It was slow going. Everyone had a kind word for the returning James A. Amann, the former speaker of the House, as he headed for the elevators in the Legislative Office Building.
He interrupted one conversation to return the greeting of a passing lawmaker, Rep. Toni Walker, D-New Haven. He called after her, “Thanks for calling me back, Toni!”
Getting calls returned is how Amann makes his living now. Six weeks after ending his campaign for governor, Amann is back in Hartford, trying out life as a lobbyist.
“I haven’t burned too many bridges over my life,” Amann said, laughing. “People actually pick up the phone when I call.”
A one-year, revolving-door ban on his lobbying the legislature expired in January. From Feb. 22 to March 29, he registered four clients, who will pay him $50,900, according to Amann’s ethics disclosure forms.
It is a modest start.
A lobbying partnership involving another former speaker, Richard J. Balducci, made $408,000 last year. A firm led by a third, Thomas D. Ritter, makes more than $1 million annually.
Overall, lobbying in Connecticut is a $38.6 million annual business.
Lobbying wasn’t the plan. Amann he left the legislature to run for governor. He gave it a year, announcing in January 2009. He quit Feb. 11, 2010, struggling to raise money or get traction in the polls.
“Tom Ritter always told me that no matter what happens in politics, make sure you always have one or two or three doors open,” Amann said.
Amann has several: He has a marketing and promotion company, building on show-business contacts he made passing a tax-credit program for the film and television industry.
He played a role in putting together a Kenny Rogers and Dolly Parton concert to be taped for television at the MGM Grand at Foxwoods Casino & Resort on April 10.
The project took him to Nashville for a dinner with Rogers and the singer’s wife.
“That was kind of nice,” he said.
He has a couple of government-affairs clients in Washington. And now he is lobbying in Hartford.
Amann, 53, a Democrat of Milford, was elected to the House of Representatives in 1990, serving for nine two-year terms, including one term as majority leader and two as speaker.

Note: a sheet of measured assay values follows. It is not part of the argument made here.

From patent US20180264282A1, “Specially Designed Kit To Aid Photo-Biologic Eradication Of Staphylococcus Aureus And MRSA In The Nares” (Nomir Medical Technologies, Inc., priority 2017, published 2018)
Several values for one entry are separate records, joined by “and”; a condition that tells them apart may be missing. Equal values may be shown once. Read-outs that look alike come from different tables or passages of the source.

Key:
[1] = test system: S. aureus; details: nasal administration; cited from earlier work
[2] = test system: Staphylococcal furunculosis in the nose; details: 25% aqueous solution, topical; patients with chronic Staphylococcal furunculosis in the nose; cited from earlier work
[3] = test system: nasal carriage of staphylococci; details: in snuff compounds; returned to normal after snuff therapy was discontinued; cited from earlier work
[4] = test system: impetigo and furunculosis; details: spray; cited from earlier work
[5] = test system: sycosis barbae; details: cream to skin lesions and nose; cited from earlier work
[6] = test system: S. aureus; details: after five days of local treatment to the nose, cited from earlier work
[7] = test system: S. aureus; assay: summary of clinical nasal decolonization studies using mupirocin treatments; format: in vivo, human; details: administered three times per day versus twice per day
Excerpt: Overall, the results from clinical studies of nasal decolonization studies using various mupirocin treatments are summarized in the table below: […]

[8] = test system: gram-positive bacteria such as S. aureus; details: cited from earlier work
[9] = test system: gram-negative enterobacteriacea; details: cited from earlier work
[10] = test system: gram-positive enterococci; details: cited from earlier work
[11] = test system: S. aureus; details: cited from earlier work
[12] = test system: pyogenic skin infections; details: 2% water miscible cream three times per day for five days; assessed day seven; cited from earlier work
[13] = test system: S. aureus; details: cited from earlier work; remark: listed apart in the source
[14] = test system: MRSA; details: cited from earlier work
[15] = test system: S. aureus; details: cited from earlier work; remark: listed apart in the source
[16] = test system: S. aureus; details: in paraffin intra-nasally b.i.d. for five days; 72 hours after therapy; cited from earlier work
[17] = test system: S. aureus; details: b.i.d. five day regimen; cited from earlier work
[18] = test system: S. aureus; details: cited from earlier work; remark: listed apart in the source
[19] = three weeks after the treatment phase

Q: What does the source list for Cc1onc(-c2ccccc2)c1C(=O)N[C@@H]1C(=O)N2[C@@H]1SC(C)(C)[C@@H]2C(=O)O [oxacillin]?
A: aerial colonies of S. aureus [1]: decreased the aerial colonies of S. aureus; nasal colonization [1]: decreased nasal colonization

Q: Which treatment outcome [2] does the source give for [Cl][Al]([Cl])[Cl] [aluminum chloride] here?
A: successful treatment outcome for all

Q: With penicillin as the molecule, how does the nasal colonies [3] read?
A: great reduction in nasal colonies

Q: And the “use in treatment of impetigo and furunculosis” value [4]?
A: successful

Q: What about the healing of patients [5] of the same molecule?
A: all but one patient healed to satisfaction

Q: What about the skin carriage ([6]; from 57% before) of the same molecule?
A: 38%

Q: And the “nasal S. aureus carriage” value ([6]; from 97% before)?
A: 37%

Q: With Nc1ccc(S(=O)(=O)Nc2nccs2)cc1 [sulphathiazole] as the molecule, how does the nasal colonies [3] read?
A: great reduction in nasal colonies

He made plenty of friends, starting his first year, when he was elected chairman of the freshman caucus, a job that required political sense and the schmoozing abilities of a cruise director.
As speaker, he was quick to defend his caucus, even if it meant crossing swords with Gov. M. Jodi Rell, whose approval ratings hovered somewhere between Gandhi and Mother Theresa.
When Amann thought in April 2005 that Rell was being holier-than-thou, he called the governor “Snow White,” an image quickly adopted by The Courant’s editorial cartoonist, Bob Englehart.
His departure from the legislature was awkward.
His successor, Christopher G. Donovan of Meriden, offered him a $120,000-a-year-job as an advisor. Even many House Democrats objected, and Amann never started the post.
Instead, Amann discovered all the contacts he had made over the years had value, even as his gubernatorial campaign fizzled.
On Feb. 22, 11 days after he ceased to be a candidate, Amann registered as a lobbyist for his first client, Thermaxx, a West Haven manufacturer owned by a family he’s known for years.
With a credit card, he paid a $75 fee at the Office of State Ethics, filled out a form that disclosed his expected fee as $26,400 and got a laminated blue badge that says, “Lobbyist.“
Two days later, he added a second client, DMG Studio Holdings, a partnership that wants to establish a film studio in an old factory in Stratford. His expected fee: $12,000.
One of Amann’s pet projects as speaker was the passage of a tax credit for the film and television industry, a project that introduced him to producers and entertainment entrepreneurs.
He signed up Pay Less Auto Glass of Hartford on March 15. Expected fee: $5,000.
On March 29, he registered a fourth client, Affinity Health of Norwalk, a seller of durable medical equipment, a business that requires state approvals for Medicaid reimbursements.
Affinity, which expects to pay him $2,500 a month for three months, has a new hospital-type bed it wants approved by the state for the disabled.
Last week, Amann carried a brochure to a meeting at the LOB to talk about how the bed can save the state money by preventing bed sores and other complications.
Amann always could sell.
In college, it was Cutco knives. Later, he sold cars, word processors and cellular phones before his elected to the General Assembly in 1990.
“I hear you’re one of us now,” one lobbyist said, passing him.
Amann smiled and nodded, making his way toward the bank of gleaming brass elevators.
“So far, so good,” he said. “I’m having fun.”